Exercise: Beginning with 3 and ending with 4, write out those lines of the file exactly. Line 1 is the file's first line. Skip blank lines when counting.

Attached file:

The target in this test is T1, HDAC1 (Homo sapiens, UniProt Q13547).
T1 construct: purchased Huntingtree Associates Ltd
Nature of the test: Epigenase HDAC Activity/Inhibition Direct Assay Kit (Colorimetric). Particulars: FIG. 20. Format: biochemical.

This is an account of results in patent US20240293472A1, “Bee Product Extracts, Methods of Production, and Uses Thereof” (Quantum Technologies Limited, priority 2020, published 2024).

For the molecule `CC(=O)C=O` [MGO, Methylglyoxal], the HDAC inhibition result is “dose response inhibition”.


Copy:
Nature of the test: Epigenase HDAC Activity/Inhibition Direct Assay Kit (Colorimetric). Particulars: FIG. 20. Format: biochemical.

This is an account of results in patent US20240293472A1, “Bee Product Extracts, Methods of Production, and Uses Thereof” (Quantum Technologies Limited, priority 2020, published 2024).